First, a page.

The illogical trend of holiday tents and yurts

4 mins read

On the one hand, there is an evident effort by the Deputy Ministry of Tourism to upgrade the quality of local hotels and entertainment venues, both in terms of upgrading the building quality, as well as the service provided.

However, the same Ministry is encouraging the development of camping in an organised fashion within non-residential areas.

The proposal indicates that these camps should, as a prerequisite, be set up in wooded areas, or within areas which are to be planted by the project developers.

These camp sites place a number of limitations and requirements including the existence (or lack of) a sewage treatment plant, electricity and other public services, as well as parking, fencing all around, as well as security, with a gate.

These sorts of tents, I referred to in previous articles and have recorded their existence (be it so far isolated) in the form of Yurts (Mongolian type tents) and with the ordinary tents as we know from the Arabian deserts by the Bedouins.

There are people who want adventure holidays, in projects set up “in the middle of nowhere” and such type of holiday accommodation can be found in addition to forest areas and those of the isolated deserts, even at the North Pole. On the internet we have discovered such projects in Ghana, Kenya, South Africa, Jordan, etc.

Such “Favela” type of accommodation is to be found nowadays in Cyprus, at the Governor’s beach, the Troodos square, near Trooditissa Monastery and to a lesser extent in the beach localities and specifically in the Polis location near Latchi.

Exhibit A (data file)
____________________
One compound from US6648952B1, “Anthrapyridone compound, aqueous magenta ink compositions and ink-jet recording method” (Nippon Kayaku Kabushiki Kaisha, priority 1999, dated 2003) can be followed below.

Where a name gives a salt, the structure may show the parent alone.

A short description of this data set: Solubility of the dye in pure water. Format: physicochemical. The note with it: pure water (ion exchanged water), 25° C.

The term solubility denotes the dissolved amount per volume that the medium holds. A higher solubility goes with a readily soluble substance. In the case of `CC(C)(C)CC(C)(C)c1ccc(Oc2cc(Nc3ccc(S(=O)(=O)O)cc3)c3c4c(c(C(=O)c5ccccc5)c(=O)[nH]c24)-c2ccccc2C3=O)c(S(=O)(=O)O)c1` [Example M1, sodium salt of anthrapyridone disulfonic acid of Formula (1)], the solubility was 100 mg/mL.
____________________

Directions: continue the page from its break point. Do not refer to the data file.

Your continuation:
These camp sites are developed in a haphazard manner and they are most disappointing (a visit to any one of them will explain what we say).

Because “This is Cyprus”, even if such projects are allowed, based on the restrictions stipulated, pressure groups and others using our wise MPs, will start pushing for deviation and relaxation to make these projects even more haphazard than what is planned.

So where do you think that these “tourist camp sites” will be located?  Most likely in the Troodos region, cutting down pine and other trees, whereas other destinations such as the Pissouri, Pachna, Lofou areas are some of the examples (rich in olive and carob plantations), which will suffer from this ecological destruction.

We will also come to see such favelas appearing near the beaches in areas such as Kiti-Mazotos (Larnaca), Chlorakas-Peyia (Paphos) etc, whereas Akamas is the area which will come under pressure for such developments.

So far, camping in tents is used mainly by local young people with their all-night parties that on some occasions even resulted in crime, whereas the uncontrolled operation created by the residents activities cause bush fires (we have bush fires even for burning of the dry corn, let alone the drinks and souvla barbeques].